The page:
Britain expelled three Chinese spies last year who were in the country posing as journalists, according to a report published by a local media outlet on Thursday.
British daily The Telegraph claimed the three men were “intelligence officers for Beijing’s Ministry of State Security.”
The article did not name the individuals, but quoted a government source as confirming that they claimed to “work for three different Chinese media agencies.”
The report came as the UK government is set to take up new legislation on spying and the Official Secrets Act in the next parliamentary session due to start in May.
“This would aim to outlaw acts of malign interference and influence by foreign states that do not currently meet the threshold of illegality,” read the article.
The news of Chinese spies being deported follows the UK’s move to revoke the license of Chinese state-affiliated broadcaster China Global Television Network (CGTN).
Britain’s broadcast watchdog, Ofcom, said on Thursday that the news channel was not under the editorial control of the stated license holder and its operations were in breach of UK laws.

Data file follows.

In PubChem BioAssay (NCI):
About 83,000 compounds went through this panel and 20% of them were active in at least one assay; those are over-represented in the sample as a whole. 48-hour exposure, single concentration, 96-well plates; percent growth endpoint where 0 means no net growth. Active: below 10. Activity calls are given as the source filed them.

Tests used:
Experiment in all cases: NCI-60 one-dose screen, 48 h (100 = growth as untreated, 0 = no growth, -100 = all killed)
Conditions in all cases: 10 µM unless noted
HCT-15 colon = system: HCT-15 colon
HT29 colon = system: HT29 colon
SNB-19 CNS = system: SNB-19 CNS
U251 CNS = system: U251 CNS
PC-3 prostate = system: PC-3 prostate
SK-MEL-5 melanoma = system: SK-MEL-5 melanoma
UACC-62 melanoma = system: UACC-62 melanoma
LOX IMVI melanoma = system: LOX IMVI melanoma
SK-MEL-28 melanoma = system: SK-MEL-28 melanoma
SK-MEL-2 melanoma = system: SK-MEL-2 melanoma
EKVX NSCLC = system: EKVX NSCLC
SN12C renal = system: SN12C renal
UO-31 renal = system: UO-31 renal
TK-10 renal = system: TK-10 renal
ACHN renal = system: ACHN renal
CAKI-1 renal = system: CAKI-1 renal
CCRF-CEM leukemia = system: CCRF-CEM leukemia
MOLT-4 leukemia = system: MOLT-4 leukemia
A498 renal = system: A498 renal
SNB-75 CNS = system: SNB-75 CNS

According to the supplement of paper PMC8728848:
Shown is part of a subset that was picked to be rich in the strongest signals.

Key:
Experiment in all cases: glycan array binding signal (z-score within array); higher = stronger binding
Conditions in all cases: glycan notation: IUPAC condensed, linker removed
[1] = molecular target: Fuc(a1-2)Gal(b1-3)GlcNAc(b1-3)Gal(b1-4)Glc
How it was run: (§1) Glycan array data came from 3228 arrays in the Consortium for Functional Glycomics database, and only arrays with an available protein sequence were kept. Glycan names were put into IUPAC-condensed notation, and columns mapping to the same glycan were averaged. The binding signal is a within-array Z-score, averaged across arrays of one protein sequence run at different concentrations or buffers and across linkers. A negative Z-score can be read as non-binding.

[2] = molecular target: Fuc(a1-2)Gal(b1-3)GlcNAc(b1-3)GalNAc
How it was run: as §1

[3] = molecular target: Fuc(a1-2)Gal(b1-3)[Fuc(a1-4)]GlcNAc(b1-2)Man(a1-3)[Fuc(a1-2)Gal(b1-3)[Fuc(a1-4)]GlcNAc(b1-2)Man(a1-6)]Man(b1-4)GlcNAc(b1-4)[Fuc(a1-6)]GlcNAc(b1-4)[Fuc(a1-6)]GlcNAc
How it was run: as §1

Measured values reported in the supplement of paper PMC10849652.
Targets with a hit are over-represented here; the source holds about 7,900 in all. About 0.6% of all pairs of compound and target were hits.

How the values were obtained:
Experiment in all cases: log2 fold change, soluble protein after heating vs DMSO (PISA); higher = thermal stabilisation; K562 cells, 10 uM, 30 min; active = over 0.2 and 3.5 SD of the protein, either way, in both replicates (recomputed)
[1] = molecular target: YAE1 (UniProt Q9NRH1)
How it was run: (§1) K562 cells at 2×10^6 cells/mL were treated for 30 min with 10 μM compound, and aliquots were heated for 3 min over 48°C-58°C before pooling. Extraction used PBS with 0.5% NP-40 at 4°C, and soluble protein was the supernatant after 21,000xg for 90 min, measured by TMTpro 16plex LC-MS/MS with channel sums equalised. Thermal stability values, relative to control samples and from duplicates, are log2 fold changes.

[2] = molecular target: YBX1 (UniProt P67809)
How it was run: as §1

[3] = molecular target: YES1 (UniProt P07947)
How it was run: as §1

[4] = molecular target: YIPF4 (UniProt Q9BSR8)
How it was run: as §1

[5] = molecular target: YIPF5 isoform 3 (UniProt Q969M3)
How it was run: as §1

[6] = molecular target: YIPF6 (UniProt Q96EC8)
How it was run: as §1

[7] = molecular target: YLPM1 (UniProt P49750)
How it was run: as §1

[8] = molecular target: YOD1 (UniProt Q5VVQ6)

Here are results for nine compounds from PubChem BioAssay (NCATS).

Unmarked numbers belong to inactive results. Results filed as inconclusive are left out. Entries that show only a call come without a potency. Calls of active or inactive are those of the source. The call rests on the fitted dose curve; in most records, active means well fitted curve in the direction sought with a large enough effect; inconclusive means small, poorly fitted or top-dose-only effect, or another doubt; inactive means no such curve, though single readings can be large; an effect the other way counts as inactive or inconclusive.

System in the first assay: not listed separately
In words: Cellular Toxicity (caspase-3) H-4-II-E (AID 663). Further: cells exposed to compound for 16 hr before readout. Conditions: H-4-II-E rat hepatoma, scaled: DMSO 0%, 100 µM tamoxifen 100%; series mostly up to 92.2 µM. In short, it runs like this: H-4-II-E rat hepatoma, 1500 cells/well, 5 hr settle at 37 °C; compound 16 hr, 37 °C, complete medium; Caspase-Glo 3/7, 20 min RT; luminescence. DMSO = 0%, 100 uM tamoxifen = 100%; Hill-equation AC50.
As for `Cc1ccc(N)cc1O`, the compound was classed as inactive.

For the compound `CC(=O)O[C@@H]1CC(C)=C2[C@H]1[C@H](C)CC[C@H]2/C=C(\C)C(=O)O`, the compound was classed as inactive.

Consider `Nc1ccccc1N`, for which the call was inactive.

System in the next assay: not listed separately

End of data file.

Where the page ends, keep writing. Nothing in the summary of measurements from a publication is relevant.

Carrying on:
It said a process is also underway to sanction CGTN over its coverage of last year’s protests in Hong Kong.
“In 2020 we found CGTN in breach of the Ofcom Broadcasting Code for failing to preserve due impartiality in its coverage of the Hong Kong protests, and also found a serious breach of our fairness and privacy rules,” the authority said.
“Due to the seriousness of these breaches, we told CGTN that we would consider imposing sanctions.”
The regulator said it has “three other fairness and privacy investigations about content on the CGTN service which also remains ongoing, pending further consideration.”
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